1. Missed the live Ask the Expert event?
    Not to worry. Check out the archived thread of the Q&A with Ken Hutcheson, President of U.S. Lawns, and the LawnSite community on the Franchising Forum.

    Dismiss Notice

getting to know the competition

Discussion in 'Business Operations' started by Island Lawn, Feb 23, 2001.

  1. kutnkru

    kutnkru LawnSite Silver Member
    Posts: 2,662

    I just want to throw .03 on the table here.

    I have always been concerned about trying to price our services fairly. I dont want to pilage and plunder the market. Yet, I dont want to give away services either.

    The one thing that I have failed to overlook was profit margin when comparing my bids to the competiton. If I have a lower overhead than most, and my equipment is paid for, and I dont have outstanding leases for vehicles, then Im actually only calculating replacement and operating costs plus storage as overhead vs. payments, storage, leases, operating costs, replacement costs etc. Therefore its not necessary to charge what the competiton is to make the same money.

    Hence this season I have recinded my price increase.

    Kris
     
  2. site

    site LawnSite Member
    Posts: 168

    My best source for pricing info has been the landscape architects we work with. I'm not worried about being too high on price, I'm worried about being too low. Once I've figured out what it costs me to do a job plus profit I can generate a good price and make money. If my carefully considered price is consistently the low price I want to know. I'm not out to gouge anybody, but I am in business to make as much money as possible. I provide a deluxe service and should be priced accordingly. The thing that really frustrates me is trying to get customers to tell me what other contractors were charging after the bid has been awarded and having the customers not want to tell.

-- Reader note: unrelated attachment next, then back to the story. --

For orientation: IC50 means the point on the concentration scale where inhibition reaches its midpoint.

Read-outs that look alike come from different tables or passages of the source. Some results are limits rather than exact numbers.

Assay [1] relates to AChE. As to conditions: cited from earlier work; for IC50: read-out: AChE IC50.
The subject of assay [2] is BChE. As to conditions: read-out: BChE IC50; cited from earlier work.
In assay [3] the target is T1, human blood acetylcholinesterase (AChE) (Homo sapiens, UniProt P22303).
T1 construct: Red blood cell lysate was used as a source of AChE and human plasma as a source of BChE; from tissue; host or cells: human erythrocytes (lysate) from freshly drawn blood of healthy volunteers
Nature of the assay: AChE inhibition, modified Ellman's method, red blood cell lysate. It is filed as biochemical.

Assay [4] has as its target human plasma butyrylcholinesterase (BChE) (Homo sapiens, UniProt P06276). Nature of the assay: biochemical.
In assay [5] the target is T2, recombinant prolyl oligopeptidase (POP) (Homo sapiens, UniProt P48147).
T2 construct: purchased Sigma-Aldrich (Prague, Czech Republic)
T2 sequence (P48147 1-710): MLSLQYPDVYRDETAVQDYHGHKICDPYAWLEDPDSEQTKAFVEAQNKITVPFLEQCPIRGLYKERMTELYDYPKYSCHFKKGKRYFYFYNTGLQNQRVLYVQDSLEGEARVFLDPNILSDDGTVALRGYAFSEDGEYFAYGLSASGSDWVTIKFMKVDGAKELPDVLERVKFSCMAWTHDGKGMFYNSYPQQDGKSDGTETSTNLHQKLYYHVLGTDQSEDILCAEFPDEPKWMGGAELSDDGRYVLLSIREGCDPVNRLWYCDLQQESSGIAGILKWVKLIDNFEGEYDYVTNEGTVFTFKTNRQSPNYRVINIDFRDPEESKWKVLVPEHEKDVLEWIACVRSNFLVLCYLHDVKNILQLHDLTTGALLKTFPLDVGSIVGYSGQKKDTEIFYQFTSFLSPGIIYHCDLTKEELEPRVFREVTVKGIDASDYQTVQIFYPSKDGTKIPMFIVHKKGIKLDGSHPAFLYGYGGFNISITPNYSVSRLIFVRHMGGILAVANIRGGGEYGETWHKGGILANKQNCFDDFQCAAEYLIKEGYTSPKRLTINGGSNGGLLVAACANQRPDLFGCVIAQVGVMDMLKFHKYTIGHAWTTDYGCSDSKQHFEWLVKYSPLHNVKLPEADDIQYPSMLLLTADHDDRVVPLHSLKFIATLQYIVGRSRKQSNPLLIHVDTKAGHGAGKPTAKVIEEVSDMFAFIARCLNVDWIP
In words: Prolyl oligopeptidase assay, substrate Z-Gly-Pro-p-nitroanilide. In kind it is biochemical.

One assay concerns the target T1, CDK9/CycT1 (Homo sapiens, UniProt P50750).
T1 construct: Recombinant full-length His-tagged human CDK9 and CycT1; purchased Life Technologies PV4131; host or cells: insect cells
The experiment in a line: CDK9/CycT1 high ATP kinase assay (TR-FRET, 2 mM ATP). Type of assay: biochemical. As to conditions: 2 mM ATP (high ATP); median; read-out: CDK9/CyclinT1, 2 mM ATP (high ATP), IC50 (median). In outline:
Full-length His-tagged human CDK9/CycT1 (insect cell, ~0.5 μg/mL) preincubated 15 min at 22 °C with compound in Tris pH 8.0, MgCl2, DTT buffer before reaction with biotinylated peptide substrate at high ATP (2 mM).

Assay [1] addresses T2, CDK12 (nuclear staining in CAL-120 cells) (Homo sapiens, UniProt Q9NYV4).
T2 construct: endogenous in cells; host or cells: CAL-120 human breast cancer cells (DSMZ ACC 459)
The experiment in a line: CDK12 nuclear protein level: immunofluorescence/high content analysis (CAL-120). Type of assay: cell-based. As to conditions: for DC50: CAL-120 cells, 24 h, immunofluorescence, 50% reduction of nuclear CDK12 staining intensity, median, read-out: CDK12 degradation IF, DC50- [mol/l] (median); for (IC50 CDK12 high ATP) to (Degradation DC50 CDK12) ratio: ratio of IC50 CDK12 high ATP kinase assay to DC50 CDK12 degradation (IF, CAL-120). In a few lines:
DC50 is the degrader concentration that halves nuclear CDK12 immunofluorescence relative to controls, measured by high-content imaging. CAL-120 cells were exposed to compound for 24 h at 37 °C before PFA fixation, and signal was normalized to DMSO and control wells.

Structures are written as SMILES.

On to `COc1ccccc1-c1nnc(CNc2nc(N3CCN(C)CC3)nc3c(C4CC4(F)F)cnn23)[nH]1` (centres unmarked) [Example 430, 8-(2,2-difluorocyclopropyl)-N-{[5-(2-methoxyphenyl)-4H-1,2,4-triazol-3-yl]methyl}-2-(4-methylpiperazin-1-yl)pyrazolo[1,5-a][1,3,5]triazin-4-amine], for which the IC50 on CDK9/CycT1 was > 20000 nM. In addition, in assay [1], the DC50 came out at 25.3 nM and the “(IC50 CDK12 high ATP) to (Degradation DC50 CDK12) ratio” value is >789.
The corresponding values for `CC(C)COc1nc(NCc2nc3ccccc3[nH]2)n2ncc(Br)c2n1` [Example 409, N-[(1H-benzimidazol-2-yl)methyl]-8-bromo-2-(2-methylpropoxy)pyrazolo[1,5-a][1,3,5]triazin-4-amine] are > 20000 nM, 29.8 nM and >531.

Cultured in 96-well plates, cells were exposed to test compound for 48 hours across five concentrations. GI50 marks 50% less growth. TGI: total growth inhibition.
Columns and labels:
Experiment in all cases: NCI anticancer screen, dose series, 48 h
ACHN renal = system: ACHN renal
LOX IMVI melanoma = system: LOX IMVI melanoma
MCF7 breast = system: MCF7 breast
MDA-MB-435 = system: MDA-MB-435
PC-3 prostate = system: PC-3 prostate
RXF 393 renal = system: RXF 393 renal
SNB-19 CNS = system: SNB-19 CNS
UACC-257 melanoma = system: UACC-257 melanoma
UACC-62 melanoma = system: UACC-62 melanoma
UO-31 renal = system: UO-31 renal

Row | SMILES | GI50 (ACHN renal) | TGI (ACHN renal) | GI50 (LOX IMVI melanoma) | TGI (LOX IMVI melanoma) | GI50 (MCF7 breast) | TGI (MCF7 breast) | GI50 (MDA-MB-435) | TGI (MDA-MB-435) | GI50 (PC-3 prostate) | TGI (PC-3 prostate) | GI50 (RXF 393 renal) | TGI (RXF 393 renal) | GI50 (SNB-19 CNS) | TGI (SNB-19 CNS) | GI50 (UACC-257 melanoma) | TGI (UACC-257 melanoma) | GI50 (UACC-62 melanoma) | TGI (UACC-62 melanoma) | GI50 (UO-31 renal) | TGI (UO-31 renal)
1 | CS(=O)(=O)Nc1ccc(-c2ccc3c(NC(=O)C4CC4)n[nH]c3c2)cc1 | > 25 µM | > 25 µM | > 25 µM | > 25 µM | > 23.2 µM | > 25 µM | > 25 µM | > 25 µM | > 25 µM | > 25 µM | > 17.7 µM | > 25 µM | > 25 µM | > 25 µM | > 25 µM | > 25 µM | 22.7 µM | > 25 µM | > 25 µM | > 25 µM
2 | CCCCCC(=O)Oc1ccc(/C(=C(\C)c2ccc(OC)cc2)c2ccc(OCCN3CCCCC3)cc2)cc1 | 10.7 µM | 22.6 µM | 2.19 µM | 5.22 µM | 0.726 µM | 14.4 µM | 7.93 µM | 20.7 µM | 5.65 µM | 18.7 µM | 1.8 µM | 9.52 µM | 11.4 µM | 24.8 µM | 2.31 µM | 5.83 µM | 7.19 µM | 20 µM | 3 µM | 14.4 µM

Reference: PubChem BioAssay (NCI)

3. AltaLawnCare

    AltaLawnCare LawnSite Senior Member
    Posts: 962

    I believe it is a good plan to meet the competition and exchange ideas. I did this in my small local area, everyone I talked to was very helpful!
    I would start a conversation with an owner and introduce myself as being new to the business. Everyone stated there was plenty of work to go around and would usually volunteer info about their pricing and other aspects of their business, however if they didn't volunteer it, I would not ask.
    In one particular conversation, I found out that a BIG commercial acct was taking bids this year. About a week later an aqaintance urged me to bid on it, I decided not to.
    One reason I'm new and want to stick with residentials, but mainly because I knew how excited the guy was telling me about bidding on it. I don't believe in burning bridges or cut-throat competition.
    I strongly believe in fair competition and professionalism, especially evident at this site.
     
  4. Majestic

    Majestic LawnSite Member
    Posts: 42

    I dont know about the six jobs a day,I have one route where we do 16 yards that day and it is the most profitable route we do.I have a minimum in which I charge no matter how small.I have some where you just use a weedeater and its still the same minimum price (takes 5-7 min.).I have found sometimes new landscapers are so anxious to get a premier housing plan or condo unit they actually bid half as much as I did just so they can say "well we are doing so and so" who cares its all about profit.Some of the best accounts are the small ones who you charge a healthy price and they dont shop you every year.Once they get used to doing business with you ,you can usually raise that amount annualy with no problems.
     

Share This Page